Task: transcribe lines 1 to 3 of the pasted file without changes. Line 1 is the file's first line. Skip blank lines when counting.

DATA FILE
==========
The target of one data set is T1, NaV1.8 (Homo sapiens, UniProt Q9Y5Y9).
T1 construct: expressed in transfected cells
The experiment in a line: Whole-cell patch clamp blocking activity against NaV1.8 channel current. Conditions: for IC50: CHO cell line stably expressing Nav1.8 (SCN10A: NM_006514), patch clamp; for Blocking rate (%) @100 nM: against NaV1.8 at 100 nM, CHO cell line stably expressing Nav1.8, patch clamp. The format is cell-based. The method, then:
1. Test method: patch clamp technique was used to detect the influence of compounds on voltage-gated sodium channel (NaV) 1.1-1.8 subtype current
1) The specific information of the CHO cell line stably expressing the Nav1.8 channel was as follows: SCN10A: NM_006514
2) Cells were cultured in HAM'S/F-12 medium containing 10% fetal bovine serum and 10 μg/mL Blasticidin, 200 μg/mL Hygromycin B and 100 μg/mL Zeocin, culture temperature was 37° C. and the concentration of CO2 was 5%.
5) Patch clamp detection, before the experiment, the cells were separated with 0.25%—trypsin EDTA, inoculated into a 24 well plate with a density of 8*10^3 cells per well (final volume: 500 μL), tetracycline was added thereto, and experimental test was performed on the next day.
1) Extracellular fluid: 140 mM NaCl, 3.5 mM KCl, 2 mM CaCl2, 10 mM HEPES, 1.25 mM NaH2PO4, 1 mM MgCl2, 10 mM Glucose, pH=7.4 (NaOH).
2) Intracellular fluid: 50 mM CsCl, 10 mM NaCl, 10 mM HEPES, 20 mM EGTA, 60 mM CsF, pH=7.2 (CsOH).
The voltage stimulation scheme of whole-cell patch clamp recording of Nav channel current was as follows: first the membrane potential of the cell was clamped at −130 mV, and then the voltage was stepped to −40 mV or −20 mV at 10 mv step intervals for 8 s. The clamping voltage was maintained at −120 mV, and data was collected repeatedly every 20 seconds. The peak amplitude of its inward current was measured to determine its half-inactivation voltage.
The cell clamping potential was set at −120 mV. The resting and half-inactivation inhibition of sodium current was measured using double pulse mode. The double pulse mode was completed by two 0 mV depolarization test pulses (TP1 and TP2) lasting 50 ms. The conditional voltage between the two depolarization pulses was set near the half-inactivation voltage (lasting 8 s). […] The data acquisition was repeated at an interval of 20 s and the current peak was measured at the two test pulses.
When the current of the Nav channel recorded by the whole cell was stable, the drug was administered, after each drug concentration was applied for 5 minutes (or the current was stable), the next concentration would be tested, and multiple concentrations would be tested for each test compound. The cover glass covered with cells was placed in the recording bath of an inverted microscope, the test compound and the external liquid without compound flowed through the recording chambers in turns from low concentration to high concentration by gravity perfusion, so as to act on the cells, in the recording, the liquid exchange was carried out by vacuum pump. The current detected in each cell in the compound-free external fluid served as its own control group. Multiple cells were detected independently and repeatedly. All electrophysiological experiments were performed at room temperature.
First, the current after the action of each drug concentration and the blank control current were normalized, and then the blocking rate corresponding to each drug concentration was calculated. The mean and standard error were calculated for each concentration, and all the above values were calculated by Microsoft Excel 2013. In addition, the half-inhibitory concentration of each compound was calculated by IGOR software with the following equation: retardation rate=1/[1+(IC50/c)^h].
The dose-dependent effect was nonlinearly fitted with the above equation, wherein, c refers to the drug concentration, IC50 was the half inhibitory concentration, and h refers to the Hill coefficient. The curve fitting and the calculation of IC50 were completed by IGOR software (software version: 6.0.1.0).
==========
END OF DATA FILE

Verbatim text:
The target of one data set is T1, NaV1.8 (Homo sapiens, UniProt Q9Y5Y9).
T1 construct: expressed in transfected cells
The experiment in a line: Whole-cell patch clamp blocking activity against NaV1.8 channel current. Conditions: for IC50: CHO cell line stably expressing Nav1.8 (SCN10A: NM_006514), patch clamp; for Blocking rate (%) @100 nM: against NaV1.8 at 100 nM, CHO cell line stably expressing Nav1.8, patch clamp. The format is cell-based. The method, then: